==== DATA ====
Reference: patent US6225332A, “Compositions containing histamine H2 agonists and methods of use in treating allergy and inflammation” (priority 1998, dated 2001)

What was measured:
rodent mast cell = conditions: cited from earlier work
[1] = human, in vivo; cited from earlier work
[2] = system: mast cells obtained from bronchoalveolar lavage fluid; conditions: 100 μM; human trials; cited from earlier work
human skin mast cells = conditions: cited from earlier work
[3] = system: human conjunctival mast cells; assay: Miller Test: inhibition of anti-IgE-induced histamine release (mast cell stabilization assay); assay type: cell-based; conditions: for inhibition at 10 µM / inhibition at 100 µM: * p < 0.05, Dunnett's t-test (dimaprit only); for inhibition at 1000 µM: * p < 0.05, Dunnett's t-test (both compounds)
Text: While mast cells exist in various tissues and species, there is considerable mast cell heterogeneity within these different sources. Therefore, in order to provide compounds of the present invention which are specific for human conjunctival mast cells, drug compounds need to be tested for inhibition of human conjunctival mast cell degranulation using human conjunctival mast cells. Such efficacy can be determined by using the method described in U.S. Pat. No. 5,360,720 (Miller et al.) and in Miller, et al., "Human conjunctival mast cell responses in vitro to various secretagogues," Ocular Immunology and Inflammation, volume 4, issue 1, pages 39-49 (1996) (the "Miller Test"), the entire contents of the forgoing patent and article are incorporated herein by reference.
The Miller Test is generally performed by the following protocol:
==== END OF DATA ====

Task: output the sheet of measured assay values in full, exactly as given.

Reference: patent US6225332A, “Compositions containing histamine H2 agonists and methods of use in treating allergy and inflammation” (priority 1998, dated 2001)

What was measured:
rodent mast cell = conditions: cited from earlier work
[1] = human, in vivo; cited from earlier work
[2] = system: mast cells obtained from bronchoalveolar lavage fluid; conditions: 100 μM; human trials; cited from earlier work
human skin mast cells = conditions: cited from earlier work
[3] = system: human conjunctival mast cells; assay: Miller Test: inhibition of anti-IgE-induced histamine release (mast cell stabilization assay); assay type: cell-based; conditions: for inhibition at 10 µM / inhibition at 100 µM: * p < 0.05, Dunnett's t-test (dimaprit only); for inhibition at 1000 µM: * p < 0.05, Dunnett's t-test (both compounds)
Text: While mast cells exist in various tissues and species, there is considerable mast cell heterogeneity within these different sources. Therefore, in order to provide compounds of the present invention which are specific for human conjunctival mast cells, drug compounds need to be tested for inhibition of human conjunctival mast cell degranulation using human conjunctival mast cells. Such efficacy can be determined by using the method described in U.S. Pat. No. 5,360,720 (Miller et al.) and in Miller, et al., "Human conjunctival mast cell responses in vitro to various secretagogues," Ocular Immunology and Inflammation, volume 4, issue 1, pages 39-49 (1996) (the "Miller Test"), the entire contents of the forgoing patent and article are incorporated herein by reference.
The Miller Test is generally performed by the following protocol: